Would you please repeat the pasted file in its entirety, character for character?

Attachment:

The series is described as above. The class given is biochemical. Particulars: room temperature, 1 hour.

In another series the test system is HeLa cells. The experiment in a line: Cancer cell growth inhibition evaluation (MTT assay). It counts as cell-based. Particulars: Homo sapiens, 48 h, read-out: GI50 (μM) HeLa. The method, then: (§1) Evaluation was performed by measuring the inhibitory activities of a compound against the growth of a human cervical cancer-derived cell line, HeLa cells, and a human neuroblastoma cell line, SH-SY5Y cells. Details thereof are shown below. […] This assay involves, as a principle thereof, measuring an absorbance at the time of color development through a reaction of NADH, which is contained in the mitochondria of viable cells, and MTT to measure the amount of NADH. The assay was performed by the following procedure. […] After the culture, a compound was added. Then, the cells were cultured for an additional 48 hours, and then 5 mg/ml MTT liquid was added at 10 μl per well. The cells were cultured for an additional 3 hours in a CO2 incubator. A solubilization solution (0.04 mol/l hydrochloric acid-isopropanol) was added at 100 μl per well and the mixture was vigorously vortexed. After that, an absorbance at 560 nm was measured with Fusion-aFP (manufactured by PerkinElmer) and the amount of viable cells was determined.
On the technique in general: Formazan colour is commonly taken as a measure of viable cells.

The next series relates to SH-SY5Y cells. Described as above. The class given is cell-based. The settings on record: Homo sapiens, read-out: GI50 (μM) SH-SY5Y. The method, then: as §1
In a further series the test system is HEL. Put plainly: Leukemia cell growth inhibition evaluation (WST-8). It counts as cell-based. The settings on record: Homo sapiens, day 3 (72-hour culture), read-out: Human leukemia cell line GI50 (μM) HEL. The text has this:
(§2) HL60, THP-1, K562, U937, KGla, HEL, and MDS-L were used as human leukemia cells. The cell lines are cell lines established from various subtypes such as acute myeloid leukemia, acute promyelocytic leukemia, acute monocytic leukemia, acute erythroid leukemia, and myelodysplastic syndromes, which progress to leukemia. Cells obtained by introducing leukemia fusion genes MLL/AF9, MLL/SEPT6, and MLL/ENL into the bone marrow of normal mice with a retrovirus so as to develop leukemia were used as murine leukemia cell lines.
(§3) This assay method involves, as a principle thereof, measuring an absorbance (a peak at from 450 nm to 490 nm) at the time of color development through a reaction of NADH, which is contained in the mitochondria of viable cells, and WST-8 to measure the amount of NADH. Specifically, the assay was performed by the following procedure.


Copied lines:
The series is described as above. The class given is biochemical. Particulars: room temperature, 1 hour.

In another series the test system is HeLa cells. The experiment in a line: Cancer cell growth inhibition evaluation (MTT assay). It counts as cell-based. Particulars: Homo sapiens, 48 h, read-out: GI50 (μM) HeLa. The method, then: (§1) Evaluation was performed by measuring the inhibitory activities of a compound against the growth of a human cervical cancer-derived cell line, HeLa cells, and a human neuroblastoma cell line, SH-SY5Y cells. Details thereof are shown below. […] This assay involves, as a principle thereof, measuring an absorbance at the time of color development through a reaction of NADH, which is contained in the mitochondria of viable cells, and MTT to measure the amount of NADH. The assay was performed by the following procedure. […] After the culture, a compound was added. Then, the cells were cultured for an additional 48 hours, and then 5 mg/ml MTT liquid was added at 10 μl per well. The cells were cultured for an additional 3 hours in a CO2 incubator. A solubilization solution (0.04 mol/l hydrochloric acid-isopropanol) was added at 100 μl per well and the mixture was vigorously vortexed. After that, an absorbance at 560 nm was measured with Fusion-aFP (manufactured by PerkinElmer) and the amount of viable cells was determined.
On the technique in general: Formazan colour is commonly taken as a measure of viable cells.

The next series relates to SH-SY5Y cells. Described as above. The class given is cell-based. The settings on record: Homo sapiens, read-out: GI50 (μM) SH-SY5Y. The method, then: as §1
In a further series the test system is HEL. Put plainly: Leukemia cell growth inhibition evaluation (WST-8). It counts as cell-based. The settings on record: Homo sapiens, day 3 (72-hour culture), read-out: Human leukemia cell line GI50 (μM) HEL. The text has this:
(§2) HL60, THP-1, K562, U937, KGla, HEL, and MDS-L were used as human leukemia cells. The cell lines are cell lines established from various subtypes such as acute myeloid leukemia, acute promyelocytic leukemia, acute monocytic leukemia, acute erythroid leukemia, and myelodysplastic syndromes, which progress to leukemia. Cells obtained by introducing leukemia fusion genes MLL/AF9, MLL/SEPT6, and MLL/ENL into the bone marrow of normal mice with a retrovirus so as to develop leukemia were used as murine leukemia cell lines.
(§3) This assay method involves, as a principle thereof, measuring an absorbance (a peak at from 450 nm to 490 nm) at the time of color development through a reaction of NADH, which is contained in the mitochondria of viable cells, and WST-8 to measure the amount of NADH. Specifically, the assay was performed by the following procedure.